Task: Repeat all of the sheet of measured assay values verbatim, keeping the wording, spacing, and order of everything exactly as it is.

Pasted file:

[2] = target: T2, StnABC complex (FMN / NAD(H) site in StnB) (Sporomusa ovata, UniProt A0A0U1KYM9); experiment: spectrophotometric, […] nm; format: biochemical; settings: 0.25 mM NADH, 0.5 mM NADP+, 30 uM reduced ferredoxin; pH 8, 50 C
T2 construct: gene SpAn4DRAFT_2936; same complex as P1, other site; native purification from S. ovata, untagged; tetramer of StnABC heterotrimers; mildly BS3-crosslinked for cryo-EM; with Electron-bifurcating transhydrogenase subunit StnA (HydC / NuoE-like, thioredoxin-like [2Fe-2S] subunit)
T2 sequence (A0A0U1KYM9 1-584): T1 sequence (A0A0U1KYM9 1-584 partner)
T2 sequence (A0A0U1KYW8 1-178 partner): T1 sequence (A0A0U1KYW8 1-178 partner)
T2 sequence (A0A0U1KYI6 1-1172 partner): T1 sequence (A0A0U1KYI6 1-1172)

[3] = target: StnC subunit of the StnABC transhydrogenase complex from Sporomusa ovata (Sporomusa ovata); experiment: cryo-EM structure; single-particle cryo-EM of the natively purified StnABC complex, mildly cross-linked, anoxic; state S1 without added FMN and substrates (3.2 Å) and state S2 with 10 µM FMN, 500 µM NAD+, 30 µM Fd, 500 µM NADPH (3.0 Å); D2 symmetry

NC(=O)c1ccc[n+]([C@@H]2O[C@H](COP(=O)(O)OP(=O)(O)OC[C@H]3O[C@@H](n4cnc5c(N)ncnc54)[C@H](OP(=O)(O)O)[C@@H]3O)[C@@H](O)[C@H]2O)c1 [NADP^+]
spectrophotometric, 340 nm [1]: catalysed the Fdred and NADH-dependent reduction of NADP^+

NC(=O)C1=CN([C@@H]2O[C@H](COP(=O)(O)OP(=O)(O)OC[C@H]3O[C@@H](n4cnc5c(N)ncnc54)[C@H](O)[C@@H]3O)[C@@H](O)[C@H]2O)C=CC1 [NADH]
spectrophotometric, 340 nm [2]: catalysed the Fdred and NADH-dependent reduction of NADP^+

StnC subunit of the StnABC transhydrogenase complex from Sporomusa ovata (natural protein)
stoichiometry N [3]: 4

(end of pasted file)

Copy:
[2] = target: T2, StnABC complex (FMN / NAD(H) site in StnB) (Sporomusa ovata, UniProt A0A0U1KYM9); experiment: spectrophotometric, […] nm; format: biochemical; settings: 0.25 mM NADH, 0.5 mM NADP+, 30 uM reduced ferredoxin; pH 8, 50 C
T2 construct: gene SpAn4DRAFT_2936; same complex as P1, other site; native purification from S. ovata, untagged; tetramer of StnABC heterotrimers; mildly BS3-crosslinked for cryo-EM; with Electron-bifurcating transhydrogenase subunit StnA (HydC / NuoE-like, thioredoxin-like [2Fe-2S] subunit)
T2 sequence (A0A0U1KYM9 1-584): T1 sequence (A0A0U1KYM9 1-584 partner)
T2 sequence (A0A0U1KYW8 1-178 partner): T1 sequence (A0A0U1KYW8 1-178 partner)
T2 sequence (A0A0U1KYI6 1-1172 partner): T1 sequence (A0A0U1KYI6 1-1172)

[3] = target: StnC subunit of the StnABC transhydrogenase complex from Sporomusa ovata (Sporomusa ovata); experiment: cryo-EM structure; single-particle cryo-EM of the natively purified StnABC complex, mildly cross-linked, anoxic; state S1 without added FMN and substrates (3.2 Å) and state S2 with 10 µM FMN, 500 µM NAD+, 30 µM Fd, 500 µM NADPH (3.0 Å); D2 symmetry

NC(=O)c1ccc[n+]([C@@H]2O[C@H](COP(=O)(O)OP(=O)(O)OC[C@H]3O[C@@H](n4cnc5c(N)ncnc54)[C@H](OP(=O)(O)O)[C@@H]3O)[C@@H](O)[C@H]2O)c1 [NADP^+]
spectrophotometric, 340 nm [1]: catalysed the Fdred and NADH-dependent reduction of NADP^+

NC(=O)C1=CN([C@@H]2O[C@H](COP(=O)(O)OP(=O)(O)OC[C@H]3O[C@@H](n4cnc5c(N)ncnc54)[C@H](O)[C@@H]3O)[C@@H](O)[C@H]2O)C=CC1 [NADH]
spectrophotometric, 340 nm [2]: catalysed the Fdred and NADH-dependent reduction of NADP^+

StnC subunit of the StnABC transhydrogenase complex from Sporomusa ovata (natural protein)
stoichiometry N [3]: 4